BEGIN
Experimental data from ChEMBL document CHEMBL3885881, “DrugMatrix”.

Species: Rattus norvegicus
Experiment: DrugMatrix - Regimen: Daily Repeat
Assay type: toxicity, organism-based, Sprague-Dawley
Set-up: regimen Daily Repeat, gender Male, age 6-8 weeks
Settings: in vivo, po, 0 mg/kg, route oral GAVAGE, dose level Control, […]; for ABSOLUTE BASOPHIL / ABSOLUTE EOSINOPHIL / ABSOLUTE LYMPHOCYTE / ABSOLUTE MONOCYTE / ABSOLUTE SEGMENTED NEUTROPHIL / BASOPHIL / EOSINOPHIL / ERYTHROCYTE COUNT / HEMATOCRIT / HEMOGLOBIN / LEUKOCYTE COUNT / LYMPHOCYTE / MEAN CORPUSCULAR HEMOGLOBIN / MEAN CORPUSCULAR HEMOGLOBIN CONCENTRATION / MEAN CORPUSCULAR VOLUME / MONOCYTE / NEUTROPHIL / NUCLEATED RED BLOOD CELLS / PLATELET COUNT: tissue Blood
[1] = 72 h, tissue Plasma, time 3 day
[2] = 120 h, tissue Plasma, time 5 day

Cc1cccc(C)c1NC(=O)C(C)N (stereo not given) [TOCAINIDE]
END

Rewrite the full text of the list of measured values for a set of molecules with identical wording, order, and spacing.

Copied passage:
Experimental data from ChEMBL document CHEMBL3885881, “DrugMatrix”.

Species: Rattus norvegicus
Experiment: DrugMatrix - Regimen: Daily Repeat
Assay type: toxicity, organism-based, Sprague-Dawley
Set-up: regimen Daily Repeat, gender Male, age 6-8 weeks
Settings: in vivo, po, 0 mg/kg, route oral GAVAGE, dose level Control, […]; for ABSOLUTE BASOPHIL / ABSOLUTE EOSINOPHIL / ABSOLUTE LYMPHOCYTE / ABSOLUTE MONOCYTE / ABSOLUTE SEGMENTED NEUTROPHIL / BASOPHIL / EOSINOPHIL / ERYTHROCYTE COUNT / HEMATOCRIT / HEMOGLOBIN / LEUKOCYTE COUNT / LYMPHOCYTE / MEAN CORPUSCULAR HEMOGLOBIN / MEAN CORPUSCULAR HEMOGLOBIN CONCENTRATION / MEAN CORPUSCULAR VOLUME / MONOCYTE / NEUTROPHIL / NUCLEATED RED BLOOD CELLS / PLATELET COUNT: tissue Blood
[1] = 72 h, tissue Plasma, time 3 day
[2] = 120 h, tissue Plasma, time 5 day

Cc1cccc(C)c1NC(=O)C(C)N (stereo not given) [TOCAINIDE]